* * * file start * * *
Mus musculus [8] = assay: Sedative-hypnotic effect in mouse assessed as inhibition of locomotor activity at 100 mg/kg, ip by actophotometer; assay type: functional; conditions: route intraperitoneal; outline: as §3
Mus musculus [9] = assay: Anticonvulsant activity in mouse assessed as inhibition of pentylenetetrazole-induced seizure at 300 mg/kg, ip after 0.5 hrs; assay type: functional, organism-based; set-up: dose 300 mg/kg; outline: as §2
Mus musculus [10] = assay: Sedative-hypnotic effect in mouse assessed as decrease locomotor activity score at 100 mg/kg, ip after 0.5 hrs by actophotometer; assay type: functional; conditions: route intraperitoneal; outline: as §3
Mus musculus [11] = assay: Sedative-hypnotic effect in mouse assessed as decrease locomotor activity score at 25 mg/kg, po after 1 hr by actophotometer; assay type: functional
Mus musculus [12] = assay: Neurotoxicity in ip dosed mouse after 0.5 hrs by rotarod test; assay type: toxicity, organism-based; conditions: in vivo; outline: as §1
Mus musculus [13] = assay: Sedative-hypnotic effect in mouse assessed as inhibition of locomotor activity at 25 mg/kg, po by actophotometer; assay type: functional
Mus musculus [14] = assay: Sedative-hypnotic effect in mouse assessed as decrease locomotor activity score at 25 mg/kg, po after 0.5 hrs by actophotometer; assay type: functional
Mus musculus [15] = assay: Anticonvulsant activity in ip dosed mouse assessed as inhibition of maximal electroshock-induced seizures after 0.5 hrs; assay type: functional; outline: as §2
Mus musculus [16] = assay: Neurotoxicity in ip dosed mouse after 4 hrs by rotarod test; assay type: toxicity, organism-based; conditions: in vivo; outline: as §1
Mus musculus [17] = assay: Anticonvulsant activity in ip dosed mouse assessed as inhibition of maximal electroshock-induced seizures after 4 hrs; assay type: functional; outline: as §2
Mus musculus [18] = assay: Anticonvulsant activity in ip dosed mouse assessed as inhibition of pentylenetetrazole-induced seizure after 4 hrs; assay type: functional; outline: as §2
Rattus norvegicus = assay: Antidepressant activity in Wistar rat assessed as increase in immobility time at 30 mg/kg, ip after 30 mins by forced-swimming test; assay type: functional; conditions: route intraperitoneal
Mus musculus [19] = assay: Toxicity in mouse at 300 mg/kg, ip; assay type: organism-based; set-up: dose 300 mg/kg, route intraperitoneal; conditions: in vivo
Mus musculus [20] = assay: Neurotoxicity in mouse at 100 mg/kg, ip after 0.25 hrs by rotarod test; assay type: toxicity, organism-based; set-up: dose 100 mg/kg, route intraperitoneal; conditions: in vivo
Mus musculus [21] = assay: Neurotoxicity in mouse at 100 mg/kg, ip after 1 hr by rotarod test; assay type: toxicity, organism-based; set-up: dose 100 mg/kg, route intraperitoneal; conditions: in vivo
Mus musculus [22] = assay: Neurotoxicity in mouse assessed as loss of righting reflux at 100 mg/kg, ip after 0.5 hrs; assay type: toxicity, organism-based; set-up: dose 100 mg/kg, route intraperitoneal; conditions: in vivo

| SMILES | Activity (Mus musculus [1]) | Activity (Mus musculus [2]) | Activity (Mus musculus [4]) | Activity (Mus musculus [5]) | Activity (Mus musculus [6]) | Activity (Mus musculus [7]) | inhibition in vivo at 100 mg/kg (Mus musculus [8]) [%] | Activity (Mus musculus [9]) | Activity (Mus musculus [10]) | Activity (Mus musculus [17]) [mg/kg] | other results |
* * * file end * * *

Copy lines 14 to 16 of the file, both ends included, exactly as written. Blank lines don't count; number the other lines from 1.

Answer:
Mus musculus [20] = assay: Neurotoxicity in mouse at 100 mg/kg, ip after 0.25 hrs by rotarod test; assay type: toxicity, organism-based; set-up: dose 100 mg/kg, route intraperitoneal; conditions: in vivo
Mus musculus [21] = assay: Neurotoxicity in mouse at 100 mg/kg, ip after 1 hr by rotarod test; assay type: toxicity, organism-based; set-up: dose 100 mg/kg, route intraperitoneal; conditions: in vivo
Mus musculus [22] = assay: Neurotoxicity in mouse assessed as loss of righting reflux at 100 mg/kg, ip after 0.5 hrs; assay type: toxicity, organism-based; set-up: dose 100 mg/kg, route intraperitoneal; conditions: in vivo